experiencing the aforementioned problems. It is characterized by very high population density (116 persons per kilometer, 2011), with a annual growth rate of 4.18%, resulted in a very small land holding averaging about 0.98 ha per household (Chaudhri, D.P. 2000). The population density indicates that pressure on the natural resources of the area is growing rapidly. The soil of Garud is very highly degraded, mostly because of soil erosion, and crop production is very difficult. (Jha, D. 2001) witnessed that although the soil is deficient in nitrogen and phosphorus, high level application of inorganic N and P did not improve maize yield as the land was highly degraded and the organic matter was totally depleted (Table 1).
On some farms nothing could be harvested although the crops were planted with application of
good amount of fertilizers as both the fertilizers and the seeds were washed away by soil erosion.
On some fields nothing could be grown even no weeds. One farmer (Mr. Suresh) said that he left his farm without cropping for three years but no change was happened. Those farmers who struggled to conserve their soil using some traditional soil conservation measures like diverting the water way and making a small soil bund using oxen could obtain 20 kg yield after sowing 10
kg of seeds. However, on some parts of the farms and in some years nothing could be grown. One farmer (Mr. Mukesh Joshi) said that he became pessimist and worried how to feed his family and finally decided to leave the area for finding job because his farm was rock outcropped. Soil fertility improvement on sloppy lands without soil conservation is unlikely as both mineral fertilizers and organic matter applied can be lost with erosion. A soil with N and P contents of 0.2 % and 7 ppm, respectively, remained with the same nutrient contents after application of different amounts of N (23, 46, 69 and 92 kg/ha) and
FYM (4.6, 9.2, 13.8 and 18.4 t/ha) in different combination on different farms with no significant yield increment. This indicates although some amounts of the fertilizers could be taken up by crops, most of the fertilizers could be washed away due to soil erosion. The Soil Oranic Matter (SOM) of Garud is totally depleted. SOM increases fertilizer use efficiency through increasing the response to mineral fertilizers and contributes nutrients to the soil. It also helps prevent soil erosion and increases soil-water retention capacity. Thus production must be improved on land that is being degraded in order to feed a growing population.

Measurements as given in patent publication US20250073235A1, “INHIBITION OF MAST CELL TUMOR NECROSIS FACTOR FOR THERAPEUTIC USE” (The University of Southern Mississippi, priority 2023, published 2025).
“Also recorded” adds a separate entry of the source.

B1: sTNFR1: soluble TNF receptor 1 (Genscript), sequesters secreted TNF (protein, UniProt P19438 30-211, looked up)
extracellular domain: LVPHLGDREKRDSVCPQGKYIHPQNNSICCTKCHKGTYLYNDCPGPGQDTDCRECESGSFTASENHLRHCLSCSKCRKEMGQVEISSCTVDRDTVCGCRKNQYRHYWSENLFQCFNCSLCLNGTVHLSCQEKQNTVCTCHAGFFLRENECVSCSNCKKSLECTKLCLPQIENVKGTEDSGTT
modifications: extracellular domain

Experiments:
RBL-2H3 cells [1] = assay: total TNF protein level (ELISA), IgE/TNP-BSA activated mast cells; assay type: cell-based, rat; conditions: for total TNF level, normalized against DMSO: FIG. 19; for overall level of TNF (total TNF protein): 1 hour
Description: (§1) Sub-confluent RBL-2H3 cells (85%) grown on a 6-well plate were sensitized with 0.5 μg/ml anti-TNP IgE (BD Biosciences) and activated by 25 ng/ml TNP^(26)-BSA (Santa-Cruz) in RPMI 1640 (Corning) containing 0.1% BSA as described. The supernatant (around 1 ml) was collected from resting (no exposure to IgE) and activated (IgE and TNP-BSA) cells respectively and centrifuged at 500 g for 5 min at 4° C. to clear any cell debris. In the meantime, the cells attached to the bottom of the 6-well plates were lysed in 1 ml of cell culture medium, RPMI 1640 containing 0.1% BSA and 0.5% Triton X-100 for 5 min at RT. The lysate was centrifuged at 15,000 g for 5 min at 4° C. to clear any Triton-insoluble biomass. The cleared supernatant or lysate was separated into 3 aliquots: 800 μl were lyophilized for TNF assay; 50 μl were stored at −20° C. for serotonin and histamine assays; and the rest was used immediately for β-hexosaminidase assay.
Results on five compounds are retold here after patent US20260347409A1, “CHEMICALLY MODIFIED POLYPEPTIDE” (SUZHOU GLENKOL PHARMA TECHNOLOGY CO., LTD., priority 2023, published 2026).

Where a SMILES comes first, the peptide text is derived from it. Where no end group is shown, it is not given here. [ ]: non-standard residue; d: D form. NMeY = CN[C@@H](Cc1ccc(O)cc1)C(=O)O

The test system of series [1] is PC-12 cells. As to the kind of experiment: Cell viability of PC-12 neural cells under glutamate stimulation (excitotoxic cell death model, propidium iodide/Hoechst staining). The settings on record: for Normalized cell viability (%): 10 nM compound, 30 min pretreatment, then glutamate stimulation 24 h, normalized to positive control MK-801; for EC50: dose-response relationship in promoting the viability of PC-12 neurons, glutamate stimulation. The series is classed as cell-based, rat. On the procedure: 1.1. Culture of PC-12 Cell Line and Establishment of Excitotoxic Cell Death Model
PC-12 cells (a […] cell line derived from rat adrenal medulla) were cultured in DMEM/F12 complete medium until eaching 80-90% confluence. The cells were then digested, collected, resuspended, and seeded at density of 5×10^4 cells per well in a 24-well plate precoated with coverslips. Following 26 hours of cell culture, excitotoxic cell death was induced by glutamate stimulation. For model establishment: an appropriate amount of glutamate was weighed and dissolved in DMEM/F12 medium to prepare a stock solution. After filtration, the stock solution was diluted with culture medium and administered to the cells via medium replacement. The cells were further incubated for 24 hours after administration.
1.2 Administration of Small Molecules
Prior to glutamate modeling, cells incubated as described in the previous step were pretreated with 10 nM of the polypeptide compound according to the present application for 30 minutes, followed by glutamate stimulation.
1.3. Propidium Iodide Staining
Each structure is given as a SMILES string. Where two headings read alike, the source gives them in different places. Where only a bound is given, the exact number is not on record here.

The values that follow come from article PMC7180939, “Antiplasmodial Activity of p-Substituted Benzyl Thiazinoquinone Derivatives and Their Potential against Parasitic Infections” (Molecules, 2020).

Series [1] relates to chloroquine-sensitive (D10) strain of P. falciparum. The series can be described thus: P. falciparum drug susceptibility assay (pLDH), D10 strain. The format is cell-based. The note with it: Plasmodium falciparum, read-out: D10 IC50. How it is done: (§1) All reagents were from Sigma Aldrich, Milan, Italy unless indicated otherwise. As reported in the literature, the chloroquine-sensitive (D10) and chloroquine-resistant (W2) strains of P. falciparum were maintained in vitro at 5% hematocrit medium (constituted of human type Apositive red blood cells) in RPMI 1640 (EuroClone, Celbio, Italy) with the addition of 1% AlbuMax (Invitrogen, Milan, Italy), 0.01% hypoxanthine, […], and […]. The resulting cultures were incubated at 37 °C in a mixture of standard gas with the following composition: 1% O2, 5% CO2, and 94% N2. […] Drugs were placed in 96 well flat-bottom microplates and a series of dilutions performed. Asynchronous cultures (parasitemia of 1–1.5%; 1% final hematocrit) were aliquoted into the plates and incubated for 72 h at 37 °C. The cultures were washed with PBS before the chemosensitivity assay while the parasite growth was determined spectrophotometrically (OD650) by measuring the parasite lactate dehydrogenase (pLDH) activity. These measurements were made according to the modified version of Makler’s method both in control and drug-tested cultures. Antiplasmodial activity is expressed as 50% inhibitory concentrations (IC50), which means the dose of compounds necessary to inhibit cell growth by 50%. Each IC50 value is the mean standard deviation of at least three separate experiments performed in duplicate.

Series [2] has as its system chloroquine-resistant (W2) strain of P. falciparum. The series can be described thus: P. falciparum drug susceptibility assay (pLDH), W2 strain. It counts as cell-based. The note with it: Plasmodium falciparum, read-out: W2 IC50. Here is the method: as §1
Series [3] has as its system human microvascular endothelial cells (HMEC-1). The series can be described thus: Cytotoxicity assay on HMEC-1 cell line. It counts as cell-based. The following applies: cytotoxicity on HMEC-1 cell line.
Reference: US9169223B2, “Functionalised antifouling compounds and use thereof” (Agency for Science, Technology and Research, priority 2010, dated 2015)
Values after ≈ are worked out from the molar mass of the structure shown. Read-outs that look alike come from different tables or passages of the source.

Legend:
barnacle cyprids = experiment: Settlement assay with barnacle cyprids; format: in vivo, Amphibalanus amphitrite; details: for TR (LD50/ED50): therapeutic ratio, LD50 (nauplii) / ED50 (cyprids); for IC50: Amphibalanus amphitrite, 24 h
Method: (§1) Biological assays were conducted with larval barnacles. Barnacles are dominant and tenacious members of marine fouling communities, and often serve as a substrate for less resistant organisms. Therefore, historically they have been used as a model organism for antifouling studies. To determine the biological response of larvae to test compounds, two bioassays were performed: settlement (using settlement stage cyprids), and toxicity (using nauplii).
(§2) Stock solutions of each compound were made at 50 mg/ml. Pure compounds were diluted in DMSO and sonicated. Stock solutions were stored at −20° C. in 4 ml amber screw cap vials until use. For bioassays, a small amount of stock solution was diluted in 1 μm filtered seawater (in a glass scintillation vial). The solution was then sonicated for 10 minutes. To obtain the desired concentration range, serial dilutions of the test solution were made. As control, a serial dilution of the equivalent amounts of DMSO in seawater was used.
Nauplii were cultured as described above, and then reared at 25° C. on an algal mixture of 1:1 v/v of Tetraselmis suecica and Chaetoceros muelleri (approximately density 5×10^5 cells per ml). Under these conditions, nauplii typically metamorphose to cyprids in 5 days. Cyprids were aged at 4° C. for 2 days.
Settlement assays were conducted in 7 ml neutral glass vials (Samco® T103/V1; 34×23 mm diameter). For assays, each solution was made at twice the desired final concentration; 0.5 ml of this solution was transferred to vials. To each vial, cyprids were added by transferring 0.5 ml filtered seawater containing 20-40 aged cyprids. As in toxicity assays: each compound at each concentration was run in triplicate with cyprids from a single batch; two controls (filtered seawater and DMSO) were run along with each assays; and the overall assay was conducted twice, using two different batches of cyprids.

Having the problems, the farmers in the area continued cultivating the lands without trying to combat the soil erosion problem. Since the homestead areas are planted with perennial crops (Fig 1) like Finger Millet, banana, Lentil, Paddy, Wheat and Maize, they are not affected by soil erosion as these plants cover the soil enough to reduce the detachment power of rain drops. The problem is on the outer field where cereals are mostly practiced. These parts of the farms are steeper than the homesteads and very much affected by erosion. Most of the farmers in the area perceived that erosion washes away the top fertile soil, seeds sown and applied fertilizers to down slope. But none of the farmers could control the erosion. Rather they preferred either to continue cultivating on the
eroded and none protected land or leaving to other area because they could not harvest from the degraded lands. Of course they tried to control the erosion using some indigenous management practices such as diagonal drainage ditches, shallow soil bunds (furrow) made by oxen plough and hand hoe that requires frequent maintenance and field boundary drainage ditches cut down the slope. But this could not be a solution rather it aggravated the washing away of the soil by increasing the force of water to lead the erosion to formation of small gully, which can be widened in the future. This caused further reduction in the arable land as no seeds can emerge on the eroded place (small gully) (Fig 2). Because of this crop yield became very much decreased from time to time, which finally reached at harvesting below the amount sown. Looking at this problem and not getting a solution some of the farmers in the area decided to leave their farms and be engaged in off farm activities until research intervention were introduced in to the area. Soil erosion removes top soil (Fig.1), which is the richest layer of soil in both organic matter and nutrient value. Implementing soil and water conservation measures that restrict runoff and erosion minimizes nutrient losses and sustains soil productivity (Bierman and Rosen, 2005). Soil fertility improvement on sloppy lands without soil conservation is unlikely as both mineral fertilizers and organic matter applied can be lost with erosion. Therefore, this study was initiated with the objective of conserving soils by constructing soil conservation measures.